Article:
We all know that it’s important for kids to take good care of their teeth. But when careers and family take up most of our time, oral health can sometimes fall short.
In an article in the New York Times Well blog, Tara Parker-Pope provides tips for a “midlife tuneup,” stating that “our health needs change with every passing decade, but the good news is that it’s never too late to start taking better care of yourself.”
In a broad list of suggestions to stay healthy, the article includes oral health tips, observing that losing “teeth and getting dentures is no longer an inevitable part of aging” thanks to “better hygiene and fluoridation.” As people age, “the rules for proper dental care” remain the same, the article states, “brush and floss regularly and avoid sweets and sodas, hard candies and caramels to keep your teeth healthy.”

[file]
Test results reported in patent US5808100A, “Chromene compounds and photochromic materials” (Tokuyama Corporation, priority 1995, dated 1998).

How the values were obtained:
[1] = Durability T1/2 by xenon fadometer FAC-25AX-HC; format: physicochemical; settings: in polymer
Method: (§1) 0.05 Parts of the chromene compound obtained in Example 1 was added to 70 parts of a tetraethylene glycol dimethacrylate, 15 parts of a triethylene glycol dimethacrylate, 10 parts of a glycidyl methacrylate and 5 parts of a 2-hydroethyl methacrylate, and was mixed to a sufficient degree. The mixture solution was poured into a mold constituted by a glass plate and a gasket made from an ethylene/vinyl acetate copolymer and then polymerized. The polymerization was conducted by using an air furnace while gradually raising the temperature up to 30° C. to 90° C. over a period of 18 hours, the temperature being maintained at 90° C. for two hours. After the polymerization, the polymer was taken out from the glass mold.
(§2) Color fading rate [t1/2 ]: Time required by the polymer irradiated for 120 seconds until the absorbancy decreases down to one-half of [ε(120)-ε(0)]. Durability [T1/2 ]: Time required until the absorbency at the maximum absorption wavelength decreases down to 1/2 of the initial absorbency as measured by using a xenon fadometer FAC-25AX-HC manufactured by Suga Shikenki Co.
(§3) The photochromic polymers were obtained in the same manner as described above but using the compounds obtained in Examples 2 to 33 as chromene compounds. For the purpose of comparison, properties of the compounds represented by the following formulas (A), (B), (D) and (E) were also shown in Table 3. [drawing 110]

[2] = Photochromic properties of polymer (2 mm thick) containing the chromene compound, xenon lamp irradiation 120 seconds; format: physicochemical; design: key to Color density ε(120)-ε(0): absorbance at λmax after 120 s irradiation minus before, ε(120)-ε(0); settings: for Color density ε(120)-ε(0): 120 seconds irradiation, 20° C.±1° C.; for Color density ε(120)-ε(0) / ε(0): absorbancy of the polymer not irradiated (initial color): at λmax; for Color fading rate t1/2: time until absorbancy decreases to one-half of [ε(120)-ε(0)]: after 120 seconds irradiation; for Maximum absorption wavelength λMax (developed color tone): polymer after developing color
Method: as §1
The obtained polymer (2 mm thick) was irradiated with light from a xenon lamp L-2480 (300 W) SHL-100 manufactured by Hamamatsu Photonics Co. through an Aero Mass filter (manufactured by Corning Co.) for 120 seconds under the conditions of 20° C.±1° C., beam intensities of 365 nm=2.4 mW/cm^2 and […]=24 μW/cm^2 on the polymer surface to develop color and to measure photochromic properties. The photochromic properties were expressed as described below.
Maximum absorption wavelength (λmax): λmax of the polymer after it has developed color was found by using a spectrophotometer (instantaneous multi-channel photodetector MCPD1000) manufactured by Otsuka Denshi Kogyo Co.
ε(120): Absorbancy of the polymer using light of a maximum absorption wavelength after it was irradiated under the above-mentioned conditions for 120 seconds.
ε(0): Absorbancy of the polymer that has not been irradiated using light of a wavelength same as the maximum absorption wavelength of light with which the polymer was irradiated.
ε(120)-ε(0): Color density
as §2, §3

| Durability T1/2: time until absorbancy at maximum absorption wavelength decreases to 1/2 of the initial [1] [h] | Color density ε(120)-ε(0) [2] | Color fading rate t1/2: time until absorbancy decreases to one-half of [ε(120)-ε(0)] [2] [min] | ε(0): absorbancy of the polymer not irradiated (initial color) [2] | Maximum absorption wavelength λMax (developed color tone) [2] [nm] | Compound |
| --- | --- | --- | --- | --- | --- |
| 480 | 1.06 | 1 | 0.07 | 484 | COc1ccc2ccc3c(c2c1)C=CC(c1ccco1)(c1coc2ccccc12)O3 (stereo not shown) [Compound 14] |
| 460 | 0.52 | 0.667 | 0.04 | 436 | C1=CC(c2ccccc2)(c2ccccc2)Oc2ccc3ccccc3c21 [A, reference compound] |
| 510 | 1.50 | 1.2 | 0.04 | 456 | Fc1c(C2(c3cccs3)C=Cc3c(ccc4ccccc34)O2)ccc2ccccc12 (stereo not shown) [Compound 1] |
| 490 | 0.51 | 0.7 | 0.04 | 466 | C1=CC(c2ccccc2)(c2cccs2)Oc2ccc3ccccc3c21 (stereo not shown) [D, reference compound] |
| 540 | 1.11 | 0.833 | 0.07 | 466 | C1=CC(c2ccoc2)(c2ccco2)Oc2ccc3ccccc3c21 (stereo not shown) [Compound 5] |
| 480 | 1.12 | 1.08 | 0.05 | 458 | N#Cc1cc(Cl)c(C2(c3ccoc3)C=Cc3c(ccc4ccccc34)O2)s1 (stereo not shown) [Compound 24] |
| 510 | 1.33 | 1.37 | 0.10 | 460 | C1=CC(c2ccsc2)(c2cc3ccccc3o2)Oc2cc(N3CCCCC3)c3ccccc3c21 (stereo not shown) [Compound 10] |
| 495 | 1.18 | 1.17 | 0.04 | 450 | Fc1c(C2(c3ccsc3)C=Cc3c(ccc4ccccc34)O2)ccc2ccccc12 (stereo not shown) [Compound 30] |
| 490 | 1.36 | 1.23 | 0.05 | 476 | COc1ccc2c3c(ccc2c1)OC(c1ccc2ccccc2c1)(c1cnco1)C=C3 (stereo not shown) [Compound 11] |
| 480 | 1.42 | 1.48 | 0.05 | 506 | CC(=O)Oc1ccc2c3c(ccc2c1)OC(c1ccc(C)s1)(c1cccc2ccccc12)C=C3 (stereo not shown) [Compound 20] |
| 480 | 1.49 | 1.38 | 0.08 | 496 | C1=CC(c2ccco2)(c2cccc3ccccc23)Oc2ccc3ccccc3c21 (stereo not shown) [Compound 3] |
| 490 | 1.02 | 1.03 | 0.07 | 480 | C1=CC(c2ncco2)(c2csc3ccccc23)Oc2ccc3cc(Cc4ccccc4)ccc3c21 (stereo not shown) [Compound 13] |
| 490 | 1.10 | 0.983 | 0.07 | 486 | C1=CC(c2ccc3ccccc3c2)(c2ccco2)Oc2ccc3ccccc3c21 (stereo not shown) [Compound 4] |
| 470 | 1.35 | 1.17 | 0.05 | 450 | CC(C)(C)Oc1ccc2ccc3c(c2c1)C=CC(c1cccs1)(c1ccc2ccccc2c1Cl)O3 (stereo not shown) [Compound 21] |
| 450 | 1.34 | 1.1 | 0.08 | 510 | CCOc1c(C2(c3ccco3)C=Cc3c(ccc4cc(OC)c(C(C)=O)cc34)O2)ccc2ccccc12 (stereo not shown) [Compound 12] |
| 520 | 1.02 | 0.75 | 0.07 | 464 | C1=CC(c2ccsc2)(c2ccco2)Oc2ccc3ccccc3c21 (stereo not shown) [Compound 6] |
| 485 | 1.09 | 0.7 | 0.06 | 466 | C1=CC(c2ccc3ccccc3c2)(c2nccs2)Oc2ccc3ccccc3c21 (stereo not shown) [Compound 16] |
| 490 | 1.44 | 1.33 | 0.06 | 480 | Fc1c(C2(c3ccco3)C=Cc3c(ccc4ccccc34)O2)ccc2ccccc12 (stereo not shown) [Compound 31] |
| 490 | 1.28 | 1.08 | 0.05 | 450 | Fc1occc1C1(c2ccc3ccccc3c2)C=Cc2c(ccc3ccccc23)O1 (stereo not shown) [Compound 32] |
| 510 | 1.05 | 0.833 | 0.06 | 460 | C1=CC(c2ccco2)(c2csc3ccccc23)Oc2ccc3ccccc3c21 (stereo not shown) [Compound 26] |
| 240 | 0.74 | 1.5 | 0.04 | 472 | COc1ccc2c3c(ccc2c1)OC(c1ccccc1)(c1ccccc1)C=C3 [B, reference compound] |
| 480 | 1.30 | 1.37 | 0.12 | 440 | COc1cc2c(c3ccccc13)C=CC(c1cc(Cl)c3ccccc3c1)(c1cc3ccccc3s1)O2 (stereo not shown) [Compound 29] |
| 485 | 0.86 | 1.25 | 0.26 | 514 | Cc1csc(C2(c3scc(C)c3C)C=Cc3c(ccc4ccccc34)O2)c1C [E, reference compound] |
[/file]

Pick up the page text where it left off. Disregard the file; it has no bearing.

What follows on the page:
Still, aging can bring unique oral health challenges, including “dry mouth as a side effect” of medications, which “makes teeth more vulnerable to decay.” In addition, “bone loss can make teeth less stable and receding gums expose roots to tooth decay.”
However, the “biggest challenge” to maintaining oral health with aging is cost, the article says, noting “Medicare typically doesn’t cover dental procedures, and only about 10 percent of retirees have dental benefits from their former employer.” Given this, “prevention is key,” the article says.